Captain Nick Angelo holds a Nature Coast redfish that fell for a chartreuse clouser.
Fishing has always presented challenges. For me 2020 proved the most challenging in recent memory. Consider the inherent conditions that combine in mysterious ways to effect fish behavior: wind, weather, tides and moon phases. Add to that dwindling habitat and water quality combined with the covid-19 pandemic and it seems we’re weathering a perfect storm of poor fishing and fishing opportunities.
Fortunately, there are some bright spots. Last week I experienced one when I traveled to Crystal River to fish the Nature Coast with Captain Nick Angelo. I first met Angelo over a decade ago through a mutual friend when we fished for tarpon off Anna Maria and Longboat Key. In the ensuing years I had kept track of him but hadn’t connected on the water. After a phone conversation in December we made a plan to reconnect and fish his home waters, an area aptly named the Nature Coast. Stretching from the Chassahowitzka National Wildlife Refuge near Homosassa north to Waccasassa Bay, the coastline is sparsely populated and is fed by several wild rivers and numerous springs. It’s one of the few places in Florida where you feel you’ve gone back in time. Its relative remoteness and shallow gulf water are studded with oyster bars and limestone outcroppings, a magnet for many species including the redfish we targeted on fly.
I booked a room at the Hampton Inn in Crystal River where I reserved a first-floor room next to the back entrance. Through the Hilton Honors App (Hilton owns the Hampton Inn chain) I was able to check in and out, and access the hotel and room with a digital key, avoiding human contact, a challenge during the ensuing pandemic.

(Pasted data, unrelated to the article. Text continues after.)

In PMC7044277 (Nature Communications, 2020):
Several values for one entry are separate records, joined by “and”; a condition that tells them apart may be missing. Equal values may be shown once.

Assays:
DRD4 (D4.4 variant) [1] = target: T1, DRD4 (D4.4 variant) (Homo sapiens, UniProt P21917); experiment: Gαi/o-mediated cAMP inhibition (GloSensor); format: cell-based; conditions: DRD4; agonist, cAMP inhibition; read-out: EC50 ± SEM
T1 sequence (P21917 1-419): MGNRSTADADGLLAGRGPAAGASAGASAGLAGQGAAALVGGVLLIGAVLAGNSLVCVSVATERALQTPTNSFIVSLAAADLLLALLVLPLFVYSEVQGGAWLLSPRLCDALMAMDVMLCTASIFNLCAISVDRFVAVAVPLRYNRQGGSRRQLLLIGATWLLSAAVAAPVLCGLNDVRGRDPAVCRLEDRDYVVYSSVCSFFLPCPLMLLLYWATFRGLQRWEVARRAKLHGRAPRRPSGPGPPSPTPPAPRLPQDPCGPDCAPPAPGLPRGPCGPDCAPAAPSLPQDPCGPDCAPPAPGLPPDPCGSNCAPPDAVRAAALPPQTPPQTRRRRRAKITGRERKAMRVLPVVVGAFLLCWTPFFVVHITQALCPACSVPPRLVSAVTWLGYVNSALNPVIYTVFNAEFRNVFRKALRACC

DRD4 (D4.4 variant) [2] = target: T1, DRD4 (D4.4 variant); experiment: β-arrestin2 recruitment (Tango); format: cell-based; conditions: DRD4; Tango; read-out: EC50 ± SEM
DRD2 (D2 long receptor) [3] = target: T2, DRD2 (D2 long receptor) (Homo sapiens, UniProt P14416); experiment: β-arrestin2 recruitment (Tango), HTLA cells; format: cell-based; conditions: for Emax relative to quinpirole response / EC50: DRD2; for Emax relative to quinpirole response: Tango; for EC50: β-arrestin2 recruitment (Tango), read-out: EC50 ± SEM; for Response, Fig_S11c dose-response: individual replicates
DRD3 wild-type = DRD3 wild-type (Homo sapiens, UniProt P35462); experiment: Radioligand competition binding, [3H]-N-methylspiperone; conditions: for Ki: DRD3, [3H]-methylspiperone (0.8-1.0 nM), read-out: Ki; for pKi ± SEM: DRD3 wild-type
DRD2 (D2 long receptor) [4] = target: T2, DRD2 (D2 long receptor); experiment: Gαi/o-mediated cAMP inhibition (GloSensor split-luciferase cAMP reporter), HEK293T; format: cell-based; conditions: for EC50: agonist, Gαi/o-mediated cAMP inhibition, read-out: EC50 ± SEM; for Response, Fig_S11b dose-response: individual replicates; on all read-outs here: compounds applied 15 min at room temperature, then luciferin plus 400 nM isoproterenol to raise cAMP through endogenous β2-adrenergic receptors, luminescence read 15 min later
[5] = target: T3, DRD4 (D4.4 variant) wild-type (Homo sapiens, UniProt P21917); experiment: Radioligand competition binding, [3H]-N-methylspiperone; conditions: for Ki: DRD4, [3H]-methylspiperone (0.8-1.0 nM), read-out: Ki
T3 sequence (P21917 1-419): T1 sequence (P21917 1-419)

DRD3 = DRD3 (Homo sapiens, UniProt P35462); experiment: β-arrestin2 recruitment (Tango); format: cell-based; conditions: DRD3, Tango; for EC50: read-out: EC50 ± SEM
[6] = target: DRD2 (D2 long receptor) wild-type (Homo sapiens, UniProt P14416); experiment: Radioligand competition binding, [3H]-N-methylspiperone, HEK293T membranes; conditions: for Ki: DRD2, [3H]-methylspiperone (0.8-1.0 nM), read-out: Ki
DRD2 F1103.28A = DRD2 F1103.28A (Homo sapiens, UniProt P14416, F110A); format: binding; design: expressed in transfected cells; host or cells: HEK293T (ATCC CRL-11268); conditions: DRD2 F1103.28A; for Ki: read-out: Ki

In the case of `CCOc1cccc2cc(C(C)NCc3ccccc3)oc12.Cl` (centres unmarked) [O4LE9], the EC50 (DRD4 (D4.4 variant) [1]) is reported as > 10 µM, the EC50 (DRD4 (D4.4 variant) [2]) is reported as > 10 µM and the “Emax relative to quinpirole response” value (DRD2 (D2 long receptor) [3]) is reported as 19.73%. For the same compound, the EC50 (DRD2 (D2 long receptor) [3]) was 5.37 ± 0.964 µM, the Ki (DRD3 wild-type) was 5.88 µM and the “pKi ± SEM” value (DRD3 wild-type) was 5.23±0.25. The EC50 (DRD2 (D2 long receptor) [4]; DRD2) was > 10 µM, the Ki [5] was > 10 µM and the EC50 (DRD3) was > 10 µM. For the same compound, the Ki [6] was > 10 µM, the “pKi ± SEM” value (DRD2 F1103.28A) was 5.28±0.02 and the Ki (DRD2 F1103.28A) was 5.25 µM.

While the weather wasn’t perfect we still had two excellent days sight-fishing big redfish in less than two foot of water. Since we were both avid photographers we kept our cameras at hand and were rewarded with images of bald eagles and a peregrine falcon. During our first day an unusually low tide kept us from fishing the exposed mangrove shorelines Angelo prefers. Instead we fished creek mouths and the edges of oyster bars. That proved to be a winning strategy and it wasn’t long before Angelo positioned me for a cast to a big redfish sitting in about six inches of water. My first cast was off target but the fish didn’t spook and on my next presentation the fish inhaled the fly on the second strip. In my world, I consider this the “apex of angling”, watching a fish pushing 35 inches open its mouth and turn on its side to take the fly! We had numerous shots and hookups that day and I was impressed with the stamina of the fish that made numerous long runs well into the backing.
The tide wasn’t as low on our second day and we were able to work the edges of the area’s extensive mangrove islands. Angelo prepped me to concentrate on sunken mangrove roots that extended out from the shoreline. His words proved prophetic, and it wasn’t long before we were encountering groups of fish just as he had predicted. Once again we were able to feed individual fish and took turns casting and poling. Besides the obvious pleasure of sight casting to large redfish, I reveled in the isolation of the place. In two full days we saw only two air boats and two other skiffs, both at a considerable distance.
If you haven’t experienced this part of Florida, I highly recommend it. It’s a place where you can immerse yourself in nature and excellent fishing opportunities. This is truly a special place, but it’s an area where you’ll want the expertise of an experienced guide. The many oyster bars and limestone reefs are a magnet for fish but can also destroy the boat of the uninitiated!
You can contact Captain Nick Angelo by phone at 813-230-8473 or by visiting his web site at www.shallowwaterflyfishing.com .